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A history

A history

The Finest


The black truffle is considered the finest of the edible fungi and is the fruiting body of the fungus tuber melanosporum, forming a symbiotic relationship with the roots of oak and hazel trees.

Truffles are harvested in winter once they have matured and they are at their peak after a few heavy frosts. Ancient Greeks and Romans attributed therapeutic and aphrodisiac powers to truffles. Brillat-Savarin referred to them saying they aroused “erotic and gastronomic memories among the skirted sex and memories gastronomic and erotic among the bearded sex” – you have been warned!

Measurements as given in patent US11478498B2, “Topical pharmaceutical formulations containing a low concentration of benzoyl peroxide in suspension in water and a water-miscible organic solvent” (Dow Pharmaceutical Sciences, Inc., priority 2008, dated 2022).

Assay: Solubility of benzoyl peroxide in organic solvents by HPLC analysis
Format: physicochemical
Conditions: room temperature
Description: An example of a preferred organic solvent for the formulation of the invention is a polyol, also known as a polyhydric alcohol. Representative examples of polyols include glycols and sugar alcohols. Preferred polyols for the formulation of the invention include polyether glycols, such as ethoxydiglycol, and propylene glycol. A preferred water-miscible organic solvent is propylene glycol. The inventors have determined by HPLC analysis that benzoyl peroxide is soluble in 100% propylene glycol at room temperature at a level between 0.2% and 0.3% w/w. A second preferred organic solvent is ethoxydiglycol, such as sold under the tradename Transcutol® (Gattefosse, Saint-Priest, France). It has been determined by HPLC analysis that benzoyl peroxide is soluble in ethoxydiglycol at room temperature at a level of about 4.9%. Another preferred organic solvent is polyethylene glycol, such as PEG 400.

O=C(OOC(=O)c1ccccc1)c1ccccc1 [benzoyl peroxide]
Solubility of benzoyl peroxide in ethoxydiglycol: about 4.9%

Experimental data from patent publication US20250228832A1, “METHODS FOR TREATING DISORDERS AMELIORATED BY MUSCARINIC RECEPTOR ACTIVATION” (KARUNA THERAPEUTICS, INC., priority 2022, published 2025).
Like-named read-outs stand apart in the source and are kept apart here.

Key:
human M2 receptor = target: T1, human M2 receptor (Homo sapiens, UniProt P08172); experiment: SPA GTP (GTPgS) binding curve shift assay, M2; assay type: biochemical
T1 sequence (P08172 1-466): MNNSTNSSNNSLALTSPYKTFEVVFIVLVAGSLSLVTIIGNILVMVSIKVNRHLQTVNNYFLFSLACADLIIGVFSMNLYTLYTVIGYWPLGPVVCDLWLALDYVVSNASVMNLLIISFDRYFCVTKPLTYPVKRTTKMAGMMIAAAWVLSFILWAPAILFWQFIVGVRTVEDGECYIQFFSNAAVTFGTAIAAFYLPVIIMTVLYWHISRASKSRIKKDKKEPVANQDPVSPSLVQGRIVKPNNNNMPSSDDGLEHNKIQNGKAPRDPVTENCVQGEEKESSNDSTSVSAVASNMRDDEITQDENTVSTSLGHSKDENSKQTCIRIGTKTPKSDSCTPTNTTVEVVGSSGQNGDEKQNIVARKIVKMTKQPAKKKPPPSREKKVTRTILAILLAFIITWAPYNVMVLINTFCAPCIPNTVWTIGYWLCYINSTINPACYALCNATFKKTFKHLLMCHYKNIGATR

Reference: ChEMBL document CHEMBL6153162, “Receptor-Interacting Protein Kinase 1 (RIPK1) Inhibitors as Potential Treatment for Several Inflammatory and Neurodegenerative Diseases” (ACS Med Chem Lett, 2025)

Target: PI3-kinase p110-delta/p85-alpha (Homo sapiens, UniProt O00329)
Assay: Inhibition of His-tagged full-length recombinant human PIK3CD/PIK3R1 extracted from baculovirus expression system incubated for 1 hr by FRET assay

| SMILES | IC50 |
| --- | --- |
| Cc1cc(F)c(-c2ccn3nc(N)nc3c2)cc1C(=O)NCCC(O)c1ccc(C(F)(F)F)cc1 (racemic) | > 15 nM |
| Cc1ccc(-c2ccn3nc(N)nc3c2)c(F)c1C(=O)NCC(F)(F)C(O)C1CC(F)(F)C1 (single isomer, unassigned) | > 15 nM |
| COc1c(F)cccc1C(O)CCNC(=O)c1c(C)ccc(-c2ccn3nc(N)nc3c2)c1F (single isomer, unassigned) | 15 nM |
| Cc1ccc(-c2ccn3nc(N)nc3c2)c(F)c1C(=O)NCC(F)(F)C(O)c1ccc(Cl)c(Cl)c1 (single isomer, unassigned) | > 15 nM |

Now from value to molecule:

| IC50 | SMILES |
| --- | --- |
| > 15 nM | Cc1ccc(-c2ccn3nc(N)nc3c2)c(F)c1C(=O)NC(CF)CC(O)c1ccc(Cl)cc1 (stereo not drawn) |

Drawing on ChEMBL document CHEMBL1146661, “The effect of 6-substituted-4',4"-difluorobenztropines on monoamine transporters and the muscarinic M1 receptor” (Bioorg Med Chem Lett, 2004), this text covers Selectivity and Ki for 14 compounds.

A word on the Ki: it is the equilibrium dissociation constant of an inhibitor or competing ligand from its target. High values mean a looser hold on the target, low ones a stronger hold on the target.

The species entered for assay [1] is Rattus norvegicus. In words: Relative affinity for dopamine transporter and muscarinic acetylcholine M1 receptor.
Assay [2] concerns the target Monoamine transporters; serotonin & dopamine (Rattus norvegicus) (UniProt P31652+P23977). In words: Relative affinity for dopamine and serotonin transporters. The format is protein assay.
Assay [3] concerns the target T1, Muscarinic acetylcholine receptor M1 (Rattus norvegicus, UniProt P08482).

Although I now feel compelled to add Jane Grigson’s more prosaic comment : “A number of rare or newly experienced foods have been claimed to be aphrodisiacs. At one time this quality was even ascribed to the tomato. Reflect on that when you are next preparing the family salad.” The history and literature of truffles goes back to the early Romans. In classical times their origins were a mystery that challenged many; Plutarch thought them to be the result of lightning, warmth, and water in the soil. Times have not greatly changed and truffles remain an elusive and mysterious challenge to this day.

1600 BC


Given how long truffles have enjoyed a revered place in epicurean history, their cultivation commenced surprisingly late.